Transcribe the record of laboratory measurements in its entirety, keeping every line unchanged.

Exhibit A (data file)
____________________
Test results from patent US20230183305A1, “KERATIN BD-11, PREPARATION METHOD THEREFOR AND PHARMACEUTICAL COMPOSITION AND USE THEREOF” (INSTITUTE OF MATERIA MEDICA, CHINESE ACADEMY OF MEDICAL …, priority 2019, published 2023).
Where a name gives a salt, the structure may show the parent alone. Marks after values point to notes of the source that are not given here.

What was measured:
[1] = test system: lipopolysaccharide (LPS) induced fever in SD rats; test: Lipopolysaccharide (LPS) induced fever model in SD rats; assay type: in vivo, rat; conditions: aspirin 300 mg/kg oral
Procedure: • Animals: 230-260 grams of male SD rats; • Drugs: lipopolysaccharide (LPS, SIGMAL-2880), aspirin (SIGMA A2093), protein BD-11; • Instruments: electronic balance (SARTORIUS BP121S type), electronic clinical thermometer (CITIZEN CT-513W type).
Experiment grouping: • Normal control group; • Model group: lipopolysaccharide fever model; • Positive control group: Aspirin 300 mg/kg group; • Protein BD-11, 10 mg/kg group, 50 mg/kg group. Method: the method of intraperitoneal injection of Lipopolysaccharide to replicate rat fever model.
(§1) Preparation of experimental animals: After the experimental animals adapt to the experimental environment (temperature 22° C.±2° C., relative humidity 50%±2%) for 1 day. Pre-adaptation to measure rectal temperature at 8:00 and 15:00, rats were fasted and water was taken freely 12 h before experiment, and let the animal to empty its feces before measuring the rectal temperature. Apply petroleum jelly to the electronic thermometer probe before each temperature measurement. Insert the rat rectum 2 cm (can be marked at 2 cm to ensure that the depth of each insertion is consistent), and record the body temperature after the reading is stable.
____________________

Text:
Test results from patent US20230183305A1, “KERATIN BD-11, PREPARATION METHOD THEREFOR AND PHARMACEUTICAL COMPOSITION AND USE THEREOF” (INSTITUTE OF MATERIA MEDICA, CHINESE ACADEMY OF MEDICAL …, priority 2019, published 2023).
Where a name gives a salt, the structure may show the parent alone. Marks after values point to notes of the source that are not given here.

What was measured:
[1] = test system: lipopolysaccharide (LPS) induced fever in SD rats; test: Lipopolysaccharide (LPS) induced fever model in SD rats; assay type: in vivo, rat; conditions: aspirin 300 mg/kg oral
Procedure: • Animals: 230-260 grams of male SD rats; • Drugs: lipopolysaccharide (LPS, SIGMAL-2880), aspirin (SIGMA A2093), protein BD-11; • Instruments: electronic balance (SARTORIUS BP121S type), electronic clinical thermometer (CITIZEN CT-513W type).
Experiment grouping: • Normal control group; • Model group: lipopolysaccharide fever model; • Positive control group: Aspirin 300 mg/kg group; • Protein BD-11, 10 mg/kg group, 50 mg/kg group. Method: the method of intraperitoneal injection of Lipopolysaccharide to replicate rat fever model.
(§1) Preparation of experimental animals: After the experimental animals adapt to the experimental environment (temperature 22° C.±2° C., relative humidity 50%±2%) for 1 day. Pre-adaptation to measure rectal temperature at 8:00 and 15:00, rats were fasted and water was taken freely 12 h before experiment, and let the animal to empty its feces before measuring the rectal temperature. Apply petroleum jelly to the electronic thermometer probe before each temperature measurement. Insert the rat rectum 2 cm (can be marked at 2 cm to ensure that the depth of each insertion is consistent), and record the body temperature after the reading is stable.